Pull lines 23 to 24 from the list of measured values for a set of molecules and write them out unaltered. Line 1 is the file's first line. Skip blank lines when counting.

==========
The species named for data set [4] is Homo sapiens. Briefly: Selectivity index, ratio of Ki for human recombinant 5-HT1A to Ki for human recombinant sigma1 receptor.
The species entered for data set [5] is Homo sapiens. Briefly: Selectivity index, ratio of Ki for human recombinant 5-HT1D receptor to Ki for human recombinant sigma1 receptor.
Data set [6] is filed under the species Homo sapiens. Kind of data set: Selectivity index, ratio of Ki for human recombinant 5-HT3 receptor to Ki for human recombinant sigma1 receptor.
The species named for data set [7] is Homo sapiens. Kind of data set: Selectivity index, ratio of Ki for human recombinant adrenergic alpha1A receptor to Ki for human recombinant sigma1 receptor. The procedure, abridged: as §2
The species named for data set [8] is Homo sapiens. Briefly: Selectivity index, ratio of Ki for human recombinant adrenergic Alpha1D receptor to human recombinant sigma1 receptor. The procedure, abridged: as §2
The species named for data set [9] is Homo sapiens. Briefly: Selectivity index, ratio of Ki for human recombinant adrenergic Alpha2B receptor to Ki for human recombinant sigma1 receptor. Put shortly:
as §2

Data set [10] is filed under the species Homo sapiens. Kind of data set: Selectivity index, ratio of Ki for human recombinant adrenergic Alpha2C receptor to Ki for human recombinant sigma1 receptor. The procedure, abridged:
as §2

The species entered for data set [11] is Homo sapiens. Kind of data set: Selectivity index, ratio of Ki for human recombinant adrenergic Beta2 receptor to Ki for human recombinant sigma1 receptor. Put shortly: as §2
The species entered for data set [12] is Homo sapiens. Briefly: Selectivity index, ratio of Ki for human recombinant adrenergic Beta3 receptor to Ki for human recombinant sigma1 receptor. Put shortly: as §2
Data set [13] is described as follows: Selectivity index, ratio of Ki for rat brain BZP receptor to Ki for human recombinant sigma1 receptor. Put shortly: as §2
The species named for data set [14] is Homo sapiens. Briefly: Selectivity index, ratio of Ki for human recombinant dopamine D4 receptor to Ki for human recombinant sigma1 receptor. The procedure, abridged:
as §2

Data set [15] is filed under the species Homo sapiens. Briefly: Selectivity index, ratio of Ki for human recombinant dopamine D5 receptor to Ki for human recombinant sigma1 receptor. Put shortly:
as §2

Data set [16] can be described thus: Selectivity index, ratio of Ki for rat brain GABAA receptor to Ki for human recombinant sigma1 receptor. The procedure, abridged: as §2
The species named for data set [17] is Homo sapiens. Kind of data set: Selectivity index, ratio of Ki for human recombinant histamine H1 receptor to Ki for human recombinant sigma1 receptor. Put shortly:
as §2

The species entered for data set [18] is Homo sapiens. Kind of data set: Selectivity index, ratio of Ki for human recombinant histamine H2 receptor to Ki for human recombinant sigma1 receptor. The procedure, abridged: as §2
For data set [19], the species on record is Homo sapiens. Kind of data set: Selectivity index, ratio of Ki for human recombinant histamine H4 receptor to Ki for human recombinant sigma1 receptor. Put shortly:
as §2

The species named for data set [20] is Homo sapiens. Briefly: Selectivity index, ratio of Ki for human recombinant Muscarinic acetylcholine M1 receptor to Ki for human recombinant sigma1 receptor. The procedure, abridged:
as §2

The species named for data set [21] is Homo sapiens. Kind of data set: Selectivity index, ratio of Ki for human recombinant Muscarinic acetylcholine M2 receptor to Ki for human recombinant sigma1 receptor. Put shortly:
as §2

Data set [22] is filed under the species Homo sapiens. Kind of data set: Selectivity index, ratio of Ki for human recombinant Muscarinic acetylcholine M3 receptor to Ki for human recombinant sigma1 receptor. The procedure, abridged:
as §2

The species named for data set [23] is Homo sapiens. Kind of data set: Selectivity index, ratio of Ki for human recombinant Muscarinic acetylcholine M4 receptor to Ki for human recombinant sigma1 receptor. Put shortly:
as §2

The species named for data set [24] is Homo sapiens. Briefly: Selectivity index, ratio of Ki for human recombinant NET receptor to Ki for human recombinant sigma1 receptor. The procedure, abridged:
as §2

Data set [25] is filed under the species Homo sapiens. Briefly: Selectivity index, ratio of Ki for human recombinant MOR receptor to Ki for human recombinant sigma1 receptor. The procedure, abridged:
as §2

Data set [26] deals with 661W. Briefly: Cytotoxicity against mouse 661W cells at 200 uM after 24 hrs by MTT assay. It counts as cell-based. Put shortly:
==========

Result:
The species named for data set [20] is Homo sapiens. Briefly: Selectivity index, ratio of Ki for human recombinant Muscarinic acetylcholine M1 receptor to Ki for human recombinant sigma1 receptor. The procedure, abridged:
as §2